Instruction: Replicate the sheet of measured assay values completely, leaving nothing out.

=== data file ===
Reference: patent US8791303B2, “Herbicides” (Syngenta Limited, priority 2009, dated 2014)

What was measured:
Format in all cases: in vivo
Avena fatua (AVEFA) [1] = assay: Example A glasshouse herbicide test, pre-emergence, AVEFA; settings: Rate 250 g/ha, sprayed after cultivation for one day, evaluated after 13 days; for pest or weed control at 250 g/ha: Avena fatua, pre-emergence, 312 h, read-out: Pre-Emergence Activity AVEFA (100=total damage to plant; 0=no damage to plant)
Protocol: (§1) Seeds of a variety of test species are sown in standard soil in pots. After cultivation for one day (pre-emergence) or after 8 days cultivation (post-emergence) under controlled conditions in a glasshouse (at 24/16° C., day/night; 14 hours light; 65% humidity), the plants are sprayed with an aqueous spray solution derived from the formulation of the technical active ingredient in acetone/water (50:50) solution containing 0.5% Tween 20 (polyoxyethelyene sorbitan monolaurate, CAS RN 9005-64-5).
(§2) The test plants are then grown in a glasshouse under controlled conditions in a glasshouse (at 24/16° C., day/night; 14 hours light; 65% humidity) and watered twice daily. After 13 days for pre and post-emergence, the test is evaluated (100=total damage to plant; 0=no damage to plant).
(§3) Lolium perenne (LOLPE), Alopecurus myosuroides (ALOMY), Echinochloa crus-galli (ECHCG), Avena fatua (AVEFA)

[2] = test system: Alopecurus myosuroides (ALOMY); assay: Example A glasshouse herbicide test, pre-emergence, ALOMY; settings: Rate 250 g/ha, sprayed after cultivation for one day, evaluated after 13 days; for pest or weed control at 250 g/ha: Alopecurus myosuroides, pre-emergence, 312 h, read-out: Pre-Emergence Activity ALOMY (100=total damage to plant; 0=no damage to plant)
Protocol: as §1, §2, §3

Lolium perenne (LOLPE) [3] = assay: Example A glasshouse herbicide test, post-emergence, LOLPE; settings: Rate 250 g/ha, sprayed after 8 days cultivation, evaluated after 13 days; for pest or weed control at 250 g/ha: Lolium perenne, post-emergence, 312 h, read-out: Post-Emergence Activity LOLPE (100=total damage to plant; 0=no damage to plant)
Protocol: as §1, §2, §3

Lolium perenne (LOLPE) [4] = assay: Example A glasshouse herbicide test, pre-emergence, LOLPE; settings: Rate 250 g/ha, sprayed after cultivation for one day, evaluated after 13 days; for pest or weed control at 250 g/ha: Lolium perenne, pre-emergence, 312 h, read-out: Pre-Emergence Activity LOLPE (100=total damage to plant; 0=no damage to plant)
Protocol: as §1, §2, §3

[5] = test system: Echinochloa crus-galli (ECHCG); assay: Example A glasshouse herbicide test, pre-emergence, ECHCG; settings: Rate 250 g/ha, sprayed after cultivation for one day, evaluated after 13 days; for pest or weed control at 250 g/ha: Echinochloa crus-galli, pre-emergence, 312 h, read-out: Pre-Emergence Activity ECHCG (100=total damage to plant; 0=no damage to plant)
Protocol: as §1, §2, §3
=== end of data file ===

Reference: patent US8791303B2, “Herbicides” (Syngenta Limited, priority 2009, dated 2014)

What was measured:
Format in all cases: in vivo
Avena fatua (AVEFA) [1] = assay: Example A glasshouse herbicide test, pre-emergence, AVEFA; settings: Rate 250 g/ha, sprayed after cultivation for one day, evaluated after 13 days; for pest or weed control at 250 g/ha: Avena fatua, pre-emergence, 312 h, read-out: Pre-Emergence Activity AVEFA (100=total damage to plant; 0=no damage to plant)
Protocol: (§1) Seeds of a variety of test species are sown in standard soil in pots. After cultivation for one day (pre-emergence) or after 8 days cultivation (post-emergence) under controlled conditions in a glasshouse (at 24/16° C., day/night; 14 hours light; 65% humidity), the plants are sprayed with an aqueous spray solution derived from the formulation of the technical active ingredient in acetone/water (50:50) solution containing 0.5% Tween 20 (polyoxyethelyene sorbitan monolaurate, CAS RN 9005-64-5).
(§2) The test plants are then grown in a glasshouse under controlled conditions in a glasshouse (at 24/16° C., day/night; 14 hours light; 65% humidity) and watered twice daily. After 13 days for pre and post-emergence, the test is evaluated (100=total damage to plant; 0=no damage to plant).
(§3) Lolium perenne (LOLPE), Alopecurus myosuroides (ALOMY), Echinochloa crus-galli (ECHCG), Avena fatua (AVEFA)

[2] = test system: Alopecurus myosuroides (ALOMY); assay: Example A glasshouse herbicide test, pre-emergence, ALOMY; settings: Rate 250 g/ha, sprayed after cultivation for one day, evaluated after 13 days; for pest or weed control at 250 g/ha: Alopecurus myosuroides, pre-emergence, 312 h, read-out: Pre-Emergence Activity ALOMY (100=total damage to plant; 0=no damage to plant)
Protocol: as §1, §2, §3

Lolium perenne (LOLPE) [3] = assay: Example A glasshouse herbicide test, post-emergence, LOLPE; settings: Rate 250 g/ha, sprayed after 8 days cultivation, evaluated after 13 days; for pest or weed control at 250 g/ha: Lolium perenne, post-emergence, 312 h, read-out: Post-Emergence Activity LOLPE (100=total damage to plant; 0=no damage to plant)
Protocol: as §1, §2, §3

Lolium perenne (LOLPE) [4] = assay: Example A glasshouse herbicide test, pre-emergence, LOLPE; settings: Rate 250 g/ha, sprayed after cultivation for one day, evaluated after 13 days; for pest or weed control at 250 g/ha: Lolium perenne, pre-emergence, 312 h, read-out: Pre-Emergence Activity LOLPE (100=total damage to plant; 0=no damage to plant)
Protocol: as §1, §2, §3

[5] = test system: Echinochloa crus-galli (ECHCG); assay: Example A glasshouse herbicide test, pre-emergence, ECHCG; settings: Rate 250 g/ha, sprayed after cultivation for one day, evaluated after 13 days; for pest or weed control at 250 g/ha: Echinochloa crus-galli, pre-emergence, 312 h, read-out: Pre-Emergence Activity ECHCG (100=total damage to plant; 0=no damage to plant)
Protocol: as §1, §2, §3